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Leviathan (original 1992; edition 2005)
by Paul Auster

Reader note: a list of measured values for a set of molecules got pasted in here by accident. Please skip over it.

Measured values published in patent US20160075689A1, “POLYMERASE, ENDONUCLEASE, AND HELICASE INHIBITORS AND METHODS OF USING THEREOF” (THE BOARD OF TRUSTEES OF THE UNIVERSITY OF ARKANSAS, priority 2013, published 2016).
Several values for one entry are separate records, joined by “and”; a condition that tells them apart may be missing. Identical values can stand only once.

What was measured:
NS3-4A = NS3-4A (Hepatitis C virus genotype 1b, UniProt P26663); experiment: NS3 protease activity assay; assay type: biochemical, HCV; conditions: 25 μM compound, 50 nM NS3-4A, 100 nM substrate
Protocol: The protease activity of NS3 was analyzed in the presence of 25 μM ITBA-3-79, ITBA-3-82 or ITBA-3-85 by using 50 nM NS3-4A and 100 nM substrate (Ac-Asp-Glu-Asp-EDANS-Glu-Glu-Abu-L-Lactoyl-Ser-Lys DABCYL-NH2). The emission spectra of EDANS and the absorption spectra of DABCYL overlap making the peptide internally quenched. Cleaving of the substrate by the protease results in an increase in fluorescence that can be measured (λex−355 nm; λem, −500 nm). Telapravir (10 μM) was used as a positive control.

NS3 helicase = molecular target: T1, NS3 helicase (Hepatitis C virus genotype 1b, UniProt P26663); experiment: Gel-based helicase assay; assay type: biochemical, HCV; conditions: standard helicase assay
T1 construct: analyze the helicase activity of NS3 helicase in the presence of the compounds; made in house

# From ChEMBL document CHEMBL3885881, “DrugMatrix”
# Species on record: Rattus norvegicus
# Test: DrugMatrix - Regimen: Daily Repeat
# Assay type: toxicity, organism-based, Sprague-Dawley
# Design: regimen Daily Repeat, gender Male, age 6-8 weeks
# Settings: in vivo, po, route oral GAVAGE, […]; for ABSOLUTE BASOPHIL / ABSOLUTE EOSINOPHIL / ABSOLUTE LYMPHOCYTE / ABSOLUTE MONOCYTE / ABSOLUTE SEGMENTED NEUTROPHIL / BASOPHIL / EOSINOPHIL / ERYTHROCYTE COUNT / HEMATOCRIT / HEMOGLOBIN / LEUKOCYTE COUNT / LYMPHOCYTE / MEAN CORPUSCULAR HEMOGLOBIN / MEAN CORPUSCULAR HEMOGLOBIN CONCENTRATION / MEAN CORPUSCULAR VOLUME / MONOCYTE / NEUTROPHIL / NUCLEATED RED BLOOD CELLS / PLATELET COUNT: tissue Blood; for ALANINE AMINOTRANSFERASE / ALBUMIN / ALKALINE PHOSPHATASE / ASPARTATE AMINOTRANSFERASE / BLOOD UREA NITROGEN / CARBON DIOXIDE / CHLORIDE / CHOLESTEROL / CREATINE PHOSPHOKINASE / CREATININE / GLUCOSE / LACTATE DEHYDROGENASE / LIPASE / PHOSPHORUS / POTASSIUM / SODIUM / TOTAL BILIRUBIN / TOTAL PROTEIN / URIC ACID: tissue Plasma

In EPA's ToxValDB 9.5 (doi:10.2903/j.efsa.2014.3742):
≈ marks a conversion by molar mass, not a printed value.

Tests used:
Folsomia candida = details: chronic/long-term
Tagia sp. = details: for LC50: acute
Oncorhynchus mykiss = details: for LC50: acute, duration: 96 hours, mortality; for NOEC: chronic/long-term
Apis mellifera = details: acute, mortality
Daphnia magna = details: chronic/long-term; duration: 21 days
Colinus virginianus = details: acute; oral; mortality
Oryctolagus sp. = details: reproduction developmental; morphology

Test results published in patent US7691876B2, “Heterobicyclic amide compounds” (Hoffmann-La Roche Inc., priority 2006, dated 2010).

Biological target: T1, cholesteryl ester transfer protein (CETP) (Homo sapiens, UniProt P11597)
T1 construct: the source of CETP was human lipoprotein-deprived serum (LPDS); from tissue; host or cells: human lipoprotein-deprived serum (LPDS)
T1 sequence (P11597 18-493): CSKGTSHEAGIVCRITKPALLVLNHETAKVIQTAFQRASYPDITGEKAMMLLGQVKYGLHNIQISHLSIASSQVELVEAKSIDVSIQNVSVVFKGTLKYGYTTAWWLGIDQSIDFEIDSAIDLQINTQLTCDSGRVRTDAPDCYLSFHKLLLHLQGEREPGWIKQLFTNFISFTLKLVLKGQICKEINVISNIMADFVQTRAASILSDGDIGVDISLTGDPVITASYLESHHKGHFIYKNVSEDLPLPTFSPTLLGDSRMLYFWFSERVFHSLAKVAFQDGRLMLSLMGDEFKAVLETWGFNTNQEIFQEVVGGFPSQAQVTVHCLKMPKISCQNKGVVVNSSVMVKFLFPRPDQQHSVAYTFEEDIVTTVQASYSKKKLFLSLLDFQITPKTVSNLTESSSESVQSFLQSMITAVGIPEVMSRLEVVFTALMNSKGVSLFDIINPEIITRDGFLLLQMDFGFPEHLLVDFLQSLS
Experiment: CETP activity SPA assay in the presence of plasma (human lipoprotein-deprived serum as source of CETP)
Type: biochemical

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Leviathan begins when a woman finds an address book and steals a new identity. Or it begins with a sudden, violent death. Or it begins as Peter Aaron sits down to tell the story of his best friend, Benjamin Sachs - to take us, through a life, to the road in rural Wisconsin where Sachs has accidentally blown himself up. Aaron's sole aim is to tell the truth and preserve it, before those who are investigating the case invent a story of their own. Aaron's clues are the small mysteries of any lifetime. Sachs had a marriage Aaron envied, an intelligence he admired, a circle of friends he shared. And then suddenly, after a near-fatal fall that might or might not have been intentional, Sachs disappears. For a while, Aaron's only link to him is through Maria Turner, an artist, and the one witness to Sachs's balcony plunge. Periodically, Sachs reappears, talks manically, and vanishes again - in pursuit of mercy or salvation, in thrall to an idea. Since the first book in his brilliant and acclaimed "New York Trilogy," Paul Auster's "rare combination of talent, scope, and audacity" (The New Republic) has given us worlds in which chance and destiny collide, in which solitary protagonists take us on mysterious, soul-wrenching journeys unparalleled in contemporary fiction. His seventh novel is about friendship and betrayal, sexual desire and estrangement, and the unpredictable intrusions of violence in the everyday. Rooted in American mythology and archetype, Leviathan is both timeless and resolutely about this moment. It is a daring and immensely moving story by "one of America's most spectacularly inventive writers" (The Times Literary Supplement).
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